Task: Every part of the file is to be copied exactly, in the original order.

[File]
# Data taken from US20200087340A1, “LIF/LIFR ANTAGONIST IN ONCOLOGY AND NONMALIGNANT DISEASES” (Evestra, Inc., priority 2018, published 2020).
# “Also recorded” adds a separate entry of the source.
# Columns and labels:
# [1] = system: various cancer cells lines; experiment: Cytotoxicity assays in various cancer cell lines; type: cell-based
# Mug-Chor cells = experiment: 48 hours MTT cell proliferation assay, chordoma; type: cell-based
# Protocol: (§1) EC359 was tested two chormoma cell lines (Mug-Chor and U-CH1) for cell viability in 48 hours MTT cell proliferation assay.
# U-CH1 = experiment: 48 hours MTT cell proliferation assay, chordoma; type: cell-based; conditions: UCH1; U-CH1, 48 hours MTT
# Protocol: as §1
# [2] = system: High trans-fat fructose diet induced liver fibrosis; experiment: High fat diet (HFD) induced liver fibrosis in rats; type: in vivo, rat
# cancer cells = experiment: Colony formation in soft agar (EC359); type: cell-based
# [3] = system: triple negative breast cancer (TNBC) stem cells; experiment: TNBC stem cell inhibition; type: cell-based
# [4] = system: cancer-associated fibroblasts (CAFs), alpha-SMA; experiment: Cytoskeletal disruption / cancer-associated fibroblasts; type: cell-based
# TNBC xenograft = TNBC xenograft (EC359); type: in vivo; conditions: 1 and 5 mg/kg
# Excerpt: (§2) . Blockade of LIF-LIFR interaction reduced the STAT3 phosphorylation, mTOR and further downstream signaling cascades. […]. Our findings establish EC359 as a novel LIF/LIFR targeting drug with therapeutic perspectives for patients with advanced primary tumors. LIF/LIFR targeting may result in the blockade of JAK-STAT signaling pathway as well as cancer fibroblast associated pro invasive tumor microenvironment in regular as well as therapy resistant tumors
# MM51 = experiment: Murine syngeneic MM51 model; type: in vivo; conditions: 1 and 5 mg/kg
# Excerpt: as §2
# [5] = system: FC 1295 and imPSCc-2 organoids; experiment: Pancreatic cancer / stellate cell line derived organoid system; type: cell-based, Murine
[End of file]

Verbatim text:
# Data taken from US20200087340A1, “LIF/LIFR ANTAGONIST IN ONCOLOGY AND NONMALIGNANT DISEASES” (Evestra, Inc., priority 2018, published 2020).
# “Also recorded” adds a separate entry of the source.
# Columns and labels:
# [1] = system: various cancer cells lines; experiment: Cytotoxicity assays in various cancer cell lines; type: cell-based
# Mug-Chor cells = experiment: 48 hours MTT cell proliferation assay, chordoma; type: cell-based
# Protocol: (§1) EC359 was tested two chormoma cell lines (Mug-Chor and U-CH1) for cell viability in 48 hours MTT cell proliferation assay.
# U-CH1 = experiment: 48 hours MTT cell proliferation assay, chordoma; type: cell-based; conditions: UCH1; U-CH1, 48 hours MTT
# Protocol: as §1
# [2] = system: High trans-fat fructose diet induced liver fibrosis; experiment: High fat diet (HFD) induced liver fibrosis in rats; type: in vivo, rat
# cancer cells = experiment: Colony formation in soft agar (EC359); type: cell-based
# [3] = system: triple negative breast cancer (TNBC) stem cells; experiment: TNBC stem cell inhibition; type: cell-based
# [4] = system: cancer-associated fibroblasts (CAFs), alpha-SMA; experiment: Cytoskeletal disruption / cancer-associated fibroblasts; type: cell-based
# TNBC xenograft = TNBC xenograft (EC359); type: in vivo; conditions: 1 and 5 mg/kg
# Excerpt: (§2) . Blockade of LIF-LIFR interaction reduced the STAT3 phosphorylation, mTOR and further downstream signaling cascades. […]. Our findings establish EC359 as a novel LIF/LIFR targeting drug with therapeutic perspectives for patients with advanced primary tumors. LIF/LIFR targeting may result in the blockade of JAK-STAT signaling pathway as well as cancer fibroblast associated pro invasive tumor microenvironment in regular as well as therapy resistant tumors
# MM51 = experiment: Murine syngeneic MM51 model; type: in vivo; conditions: 1 and 5 mg/kg
# Excerpt: as §2
# [5] = system: FC 1295 and imPSCc-2 organoids; experiment: Pancreatic cancer / stellate cell line derived organoid system; type: cell-based, Murine